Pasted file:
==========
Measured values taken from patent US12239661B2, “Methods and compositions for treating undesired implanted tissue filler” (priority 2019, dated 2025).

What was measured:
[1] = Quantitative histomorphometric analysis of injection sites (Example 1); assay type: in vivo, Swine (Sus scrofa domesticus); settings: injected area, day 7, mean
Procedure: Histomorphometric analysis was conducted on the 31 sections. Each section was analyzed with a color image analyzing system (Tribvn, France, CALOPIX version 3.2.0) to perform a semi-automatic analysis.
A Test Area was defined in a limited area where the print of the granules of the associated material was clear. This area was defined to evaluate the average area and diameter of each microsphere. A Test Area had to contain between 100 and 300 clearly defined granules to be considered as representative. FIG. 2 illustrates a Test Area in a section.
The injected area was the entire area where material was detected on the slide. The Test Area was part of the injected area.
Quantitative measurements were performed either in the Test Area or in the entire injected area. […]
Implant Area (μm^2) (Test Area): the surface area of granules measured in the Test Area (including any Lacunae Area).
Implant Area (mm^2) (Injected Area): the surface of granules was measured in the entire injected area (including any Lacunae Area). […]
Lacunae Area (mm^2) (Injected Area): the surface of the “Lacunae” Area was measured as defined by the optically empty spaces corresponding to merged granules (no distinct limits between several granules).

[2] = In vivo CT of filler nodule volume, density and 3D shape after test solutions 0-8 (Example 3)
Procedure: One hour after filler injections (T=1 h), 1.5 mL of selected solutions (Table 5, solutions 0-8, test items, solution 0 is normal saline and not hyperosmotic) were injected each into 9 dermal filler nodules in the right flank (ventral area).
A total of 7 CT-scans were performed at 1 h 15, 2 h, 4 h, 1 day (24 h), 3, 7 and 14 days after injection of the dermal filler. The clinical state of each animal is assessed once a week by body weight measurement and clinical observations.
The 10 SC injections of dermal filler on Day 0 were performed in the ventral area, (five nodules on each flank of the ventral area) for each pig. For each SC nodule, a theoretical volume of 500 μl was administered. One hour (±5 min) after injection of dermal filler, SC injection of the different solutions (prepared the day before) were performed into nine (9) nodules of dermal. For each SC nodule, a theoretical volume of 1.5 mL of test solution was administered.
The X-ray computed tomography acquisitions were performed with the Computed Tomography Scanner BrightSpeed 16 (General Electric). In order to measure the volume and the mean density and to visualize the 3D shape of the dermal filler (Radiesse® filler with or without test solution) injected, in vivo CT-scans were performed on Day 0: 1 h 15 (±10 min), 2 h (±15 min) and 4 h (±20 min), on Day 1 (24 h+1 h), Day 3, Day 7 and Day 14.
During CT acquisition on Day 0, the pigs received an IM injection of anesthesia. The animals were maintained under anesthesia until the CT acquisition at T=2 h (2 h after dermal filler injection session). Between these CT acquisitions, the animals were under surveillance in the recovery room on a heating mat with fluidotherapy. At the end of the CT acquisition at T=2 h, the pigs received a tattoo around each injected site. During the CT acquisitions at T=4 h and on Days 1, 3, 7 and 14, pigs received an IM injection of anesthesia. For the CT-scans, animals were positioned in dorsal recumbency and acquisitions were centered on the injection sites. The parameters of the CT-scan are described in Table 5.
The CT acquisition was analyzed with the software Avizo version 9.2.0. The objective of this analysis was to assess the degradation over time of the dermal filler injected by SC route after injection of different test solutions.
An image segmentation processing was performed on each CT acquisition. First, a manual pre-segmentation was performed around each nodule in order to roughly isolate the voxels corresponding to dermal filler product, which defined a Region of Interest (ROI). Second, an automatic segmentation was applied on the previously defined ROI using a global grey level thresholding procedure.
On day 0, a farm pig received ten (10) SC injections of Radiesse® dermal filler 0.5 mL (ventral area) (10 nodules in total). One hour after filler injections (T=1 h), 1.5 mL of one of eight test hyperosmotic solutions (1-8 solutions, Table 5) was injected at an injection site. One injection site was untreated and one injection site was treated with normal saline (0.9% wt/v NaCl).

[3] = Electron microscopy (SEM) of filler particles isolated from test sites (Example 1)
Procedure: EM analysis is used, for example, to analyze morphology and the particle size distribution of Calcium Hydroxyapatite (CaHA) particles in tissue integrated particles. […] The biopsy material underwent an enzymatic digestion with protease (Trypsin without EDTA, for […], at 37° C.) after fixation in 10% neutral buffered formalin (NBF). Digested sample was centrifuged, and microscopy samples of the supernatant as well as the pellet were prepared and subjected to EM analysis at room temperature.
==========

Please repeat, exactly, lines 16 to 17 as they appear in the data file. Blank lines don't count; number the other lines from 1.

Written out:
During CT acquisition on Day 0, the pigs received an IM injection of anesthesia. The animals were maintained under anesthesia until the CT acquisition at T=2 h (2 h after dermal filler injection session). Between these CT acquisitions, the animals were under surveillance in the recovery room on a heating mat with fluidotherapy. At the end of the CT acquisition at T=2 h, the pigs received a tattoo around each injected site. During the CT acquisitions at T=4 h and on Days 1, 3, 7 and 14, pigs received an IM injection of anesthesia. For the CT-scans, animals were positioned in dorsal recumbency and acquisitions were centered on the injection sites. The parameters of the CT-scan are described in Table 5.
The CT acquisition was analyzed with the software Avizo version 9.2.0. The objective of this analysis was to assess the degradation over time of the dermal filler injected by SC route after injection of different test solutions.